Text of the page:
My dad grew up as a FFA kid near Clemson, SC. I don’t know how much interest he really had in sports before I came along. What I do know is that when I got to the right age, my dad was out every day with me in the spring and summer either shooting hoops or playing catch. I remember finding a field somewhere and me hitting balls to him and he back to me so I could practice fielding grounders. He saw the passion I had for sports and got involved, and helped me in every way possible. He was at nearly every single one of my games and practices. He was also my troop leader when I first began boy scouts. He took me camping, fishing, and to sporting events. I was one of the few kids that didn’t just grow up with a dad. I grew up with a buddy to hang around with and have fun.

7) Your spouse is always first.

As much as my dad loves us kids (and his grandkids), that love still doesn’t match the love he has for my mom. 40+ years of marriage, and they still act like teenagers in love. She’s still the first one he greets when he gets home from work. She’s the one he protects and looks out for. Many of the times I got punished growing up, it was because I had disrespected my mom. Dad would put up with a lot, but one of his own children disrespecting his wife was not something he tolerated. After seeing how many of my friends from college grew up with divorced parents, I gained a better respect for the love my parents share. 

8) A strong man doesn’t need to be loud.

No question my dad went through his fair share of adversity. Various issues in churches that he went through would cause most people to boil over in anger and frustration. Not my dad. He always maintained his composure through any trials he went through. His faith and confidence was in Christ, not in a church body or in other things. Dad never needed to be the loudest man in the room to be one of the strongest. If there’s a trait of great men that we should follow, it’s that of being quietly strong. Dad is just that.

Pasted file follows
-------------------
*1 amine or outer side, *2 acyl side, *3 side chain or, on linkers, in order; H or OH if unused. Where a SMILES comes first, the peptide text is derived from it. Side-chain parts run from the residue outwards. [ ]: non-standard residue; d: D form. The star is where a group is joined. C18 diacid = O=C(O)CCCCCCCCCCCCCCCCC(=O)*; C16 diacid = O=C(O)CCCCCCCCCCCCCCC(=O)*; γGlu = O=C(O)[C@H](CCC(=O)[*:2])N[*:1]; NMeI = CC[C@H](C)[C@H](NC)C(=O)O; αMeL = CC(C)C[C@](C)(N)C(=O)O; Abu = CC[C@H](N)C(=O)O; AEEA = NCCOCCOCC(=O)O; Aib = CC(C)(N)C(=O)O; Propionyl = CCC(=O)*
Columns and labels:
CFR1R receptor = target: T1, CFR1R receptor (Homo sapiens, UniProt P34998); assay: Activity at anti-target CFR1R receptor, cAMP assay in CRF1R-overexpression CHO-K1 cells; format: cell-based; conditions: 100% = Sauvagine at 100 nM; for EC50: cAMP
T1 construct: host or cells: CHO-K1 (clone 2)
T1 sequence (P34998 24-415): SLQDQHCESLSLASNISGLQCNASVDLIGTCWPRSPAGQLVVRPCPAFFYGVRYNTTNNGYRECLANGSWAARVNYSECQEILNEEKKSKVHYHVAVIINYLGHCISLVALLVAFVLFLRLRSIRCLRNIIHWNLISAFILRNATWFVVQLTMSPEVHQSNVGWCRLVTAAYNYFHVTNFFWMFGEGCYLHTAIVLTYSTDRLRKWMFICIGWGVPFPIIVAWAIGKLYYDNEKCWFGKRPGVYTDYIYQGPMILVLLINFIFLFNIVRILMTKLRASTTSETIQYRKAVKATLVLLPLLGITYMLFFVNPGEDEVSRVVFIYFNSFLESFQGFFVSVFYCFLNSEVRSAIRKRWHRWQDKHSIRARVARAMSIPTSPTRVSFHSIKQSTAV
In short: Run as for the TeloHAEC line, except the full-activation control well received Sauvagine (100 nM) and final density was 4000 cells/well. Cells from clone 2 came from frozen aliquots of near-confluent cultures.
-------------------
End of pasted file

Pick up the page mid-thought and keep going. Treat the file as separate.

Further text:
9) Physical touch isn’t just a mom thing.

My dad is a rare man. Not a day went by when he didn’t tell me he loved me and that he was proud of me. My dad hugged me. He’d put his arm around me when he saw I was down. When I was younger, we spent lots of time wrestling around, him letting me act as if I was the stronger of the two of us. Too many times, too many dads think hugging their kids is something that only moms do. My dad showed his affection for us kids by physical interaction. 

10) How deep the love of Christ is. 

Dad was a Southern Baptist pastor for well over 30 years. That’s not what made him a Christian. His faith in Christ was personal, and one he shared with us regularly. We’d have devotions sometimes before school. We’d have them sometimes in the evenings. We’d pray before every meal. We’d pray during times of trouble. We’d pray to give God praise for blessings He’d given us. My dad exerts his inward faith in an outward way. He loves people. He goes out of his way to help others, be they strangers, neighbors, customers, old friends, or extended family. It’s the most important lesson my dad has taught me: the boundless love of Christ.